Code of Virginia

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Code of Virginia
Title 19.2. Criminal Procedure
Chapter 15. Trial and Its Incidents
9/23/2018

§ 19.2-264.3:1.2. Expert assistance when issue of defendant's intellectual disability relevant to capital sentencing. (2018 updated section)

A. Upon (i) motion of the attorney for a defendant charged with or convicted of capital murder and (ii) a finding by the court that the defendant is financially unable to pay for expert assistance, the court shall appoint one or more qualified mental health experts to assess whether or not the defendant is a person with intellectual disability and to assist the defense in the preparation and presentation of information concerning the defendant's intellectual disability. The mental health expert appointed pursuant to this section shall be (a) a psychiatrist, a clinical psychologist or an individual with a doctorate degree in clinical psychology, (b) skilled in the administration, scoring and interpretation of intelligence tests and measures of adaptive behavior and (c) qualified by experience and by specialized training, approved by the Commissioner of Behavioral Health and Developmental Services, to perform forensic evaluations. The defendant shall not be entitled to a mental health expert of the defendant's own choosing or to funds to employ such expert.

B. Evaluations performed pursuant to subsection A may be combined with evaluations performed pursuant to § 19.2-169.1, 19.2-169.5, or 19.2-264.3:1.

C. The expert appointed pursuant to subsection A shall submit to the attorney for the defendant a report assessing whether the defendant is a person with intellectual disability. The report shall include the expert's opinion as to whether the defendant is a person with intellectual disability.

D. The report described in subsection C shall be sent solely to the attorney for the defendant and shall be protected by the attorney-client privilege. However, the Commonwealth shall be given a copy of the report, the results of any other evaluation of the defendant's intellectual disability and copies of psychiatric, psychological, medical or other records obtained during the course of the evaluation, after the attorney for the defendant gives notice of an intent to present evidence of intellectual disability pursuant to subsection E.

E. In any case in which a defendant charged with capital murder intends, in the event of conviction, to present testimony of an expert witness to support a claim that he is a person with intellectual disability, he or his attorney shall give notice in writing to the attorney for the Commonwealth, at least 21 days before trial, of his intention to present such testimony. In the event that such notice is not given and the defendant tenders testimony by an expert witness at the sentencing phase of the trial, then the court may, in its discretion, upon objection of the Commonwealth, either allow the Commonwealth a continuance or, under appropriate circumstances, bar the defendant from presenting such evidence.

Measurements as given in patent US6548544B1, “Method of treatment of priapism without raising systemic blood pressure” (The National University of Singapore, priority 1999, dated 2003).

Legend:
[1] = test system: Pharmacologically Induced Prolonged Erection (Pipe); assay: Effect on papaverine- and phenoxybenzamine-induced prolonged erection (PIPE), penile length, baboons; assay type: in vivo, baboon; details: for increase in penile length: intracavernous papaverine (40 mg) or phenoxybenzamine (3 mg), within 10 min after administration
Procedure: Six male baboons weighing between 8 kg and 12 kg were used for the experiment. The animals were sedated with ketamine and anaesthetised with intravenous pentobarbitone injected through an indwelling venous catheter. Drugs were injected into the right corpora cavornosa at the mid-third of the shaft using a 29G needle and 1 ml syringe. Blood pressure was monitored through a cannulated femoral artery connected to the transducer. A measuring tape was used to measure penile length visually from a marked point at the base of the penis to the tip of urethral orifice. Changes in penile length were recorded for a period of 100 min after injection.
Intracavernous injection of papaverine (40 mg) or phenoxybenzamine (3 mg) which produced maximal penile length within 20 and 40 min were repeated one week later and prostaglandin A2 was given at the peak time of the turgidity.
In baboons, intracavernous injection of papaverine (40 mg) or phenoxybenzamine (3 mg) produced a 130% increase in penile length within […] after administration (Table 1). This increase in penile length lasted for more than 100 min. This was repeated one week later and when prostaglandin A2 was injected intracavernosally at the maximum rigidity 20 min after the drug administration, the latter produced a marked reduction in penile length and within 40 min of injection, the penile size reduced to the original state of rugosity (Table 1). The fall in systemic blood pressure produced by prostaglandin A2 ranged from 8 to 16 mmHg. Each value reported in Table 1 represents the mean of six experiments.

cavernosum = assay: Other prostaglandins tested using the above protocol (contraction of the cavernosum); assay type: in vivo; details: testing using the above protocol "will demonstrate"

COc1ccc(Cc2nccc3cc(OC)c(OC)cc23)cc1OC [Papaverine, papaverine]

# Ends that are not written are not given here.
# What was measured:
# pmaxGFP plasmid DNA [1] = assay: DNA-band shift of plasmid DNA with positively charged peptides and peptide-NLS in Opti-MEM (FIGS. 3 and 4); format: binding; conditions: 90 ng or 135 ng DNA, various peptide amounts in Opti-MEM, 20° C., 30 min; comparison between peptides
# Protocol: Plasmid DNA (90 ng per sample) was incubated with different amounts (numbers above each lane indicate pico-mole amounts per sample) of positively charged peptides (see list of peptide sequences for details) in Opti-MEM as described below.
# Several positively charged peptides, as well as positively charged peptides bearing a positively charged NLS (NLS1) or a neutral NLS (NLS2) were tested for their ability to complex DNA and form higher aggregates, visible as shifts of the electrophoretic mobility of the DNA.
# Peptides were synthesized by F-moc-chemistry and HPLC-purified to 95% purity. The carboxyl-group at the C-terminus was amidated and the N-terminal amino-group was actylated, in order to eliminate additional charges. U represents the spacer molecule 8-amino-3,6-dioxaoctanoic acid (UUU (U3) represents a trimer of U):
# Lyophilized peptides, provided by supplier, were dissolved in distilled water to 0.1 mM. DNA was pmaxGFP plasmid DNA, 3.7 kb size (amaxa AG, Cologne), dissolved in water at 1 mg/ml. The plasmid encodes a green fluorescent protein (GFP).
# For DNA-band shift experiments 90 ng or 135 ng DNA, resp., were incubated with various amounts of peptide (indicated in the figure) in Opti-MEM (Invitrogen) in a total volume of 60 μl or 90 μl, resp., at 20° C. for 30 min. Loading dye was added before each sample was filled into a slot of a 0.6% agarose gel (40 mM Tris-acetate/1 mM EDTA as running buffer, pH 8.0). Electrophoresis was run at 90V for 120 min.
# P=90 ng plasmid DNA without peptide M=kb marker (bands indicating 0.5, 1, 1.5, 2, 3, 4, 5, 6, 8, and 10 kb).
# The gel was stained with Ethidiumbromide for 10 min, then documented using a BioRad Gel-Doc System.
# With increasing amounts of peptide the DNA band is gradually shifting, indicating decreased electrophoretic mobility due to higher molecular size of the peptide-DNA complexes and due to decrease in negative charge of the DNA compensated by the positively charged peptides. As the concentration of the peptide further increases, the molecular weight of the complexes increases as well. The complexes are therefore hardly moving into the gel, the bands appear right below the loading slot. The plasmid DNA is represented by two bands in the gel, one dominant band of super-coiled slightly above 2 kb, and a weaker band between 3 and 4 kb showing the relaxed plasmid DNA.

F. 1. If the attorney for the defendant gives notice pursuant to subsection E and the Commonwealth thereafter seeks an evaluation concerning the existence or absence of the defendant's intellectual disability, the court shall appoint one or more qualified experts to perform such an evaluation. The court shall order the defendant to submit to such an evaluation, and advise the defendant on the record in court that a refusal to cooperate with the Commonwealth's experts could result in exclusion of the defendant's expert evidence. The qualification of the experts shall be governed by subsection A. The attorney for the Commonwealth shall be responsible for providing the experts the information specified in subsection C of § 19.2-169.5. After performing their evaluation, the experts shall report their findings and opinions and provide copies of psychiatric, psychological, medical or other records obtained during the course of the evaluation to the attorneys for the Commonwealth and the defense.

2. If the court finds, after hearing evidence presented by the parties, out of the presence of the jury, that the defendant has refused to cooperate with an evaluation requested by the Commonwealth, the court may admit evidence of such refusal or, in the discretion of the court, bar the defendant from presenting his expert evidence.

2003, cc. 1031, 1040; 2009, cc. 813, 840; 2017, cc. 86, 212.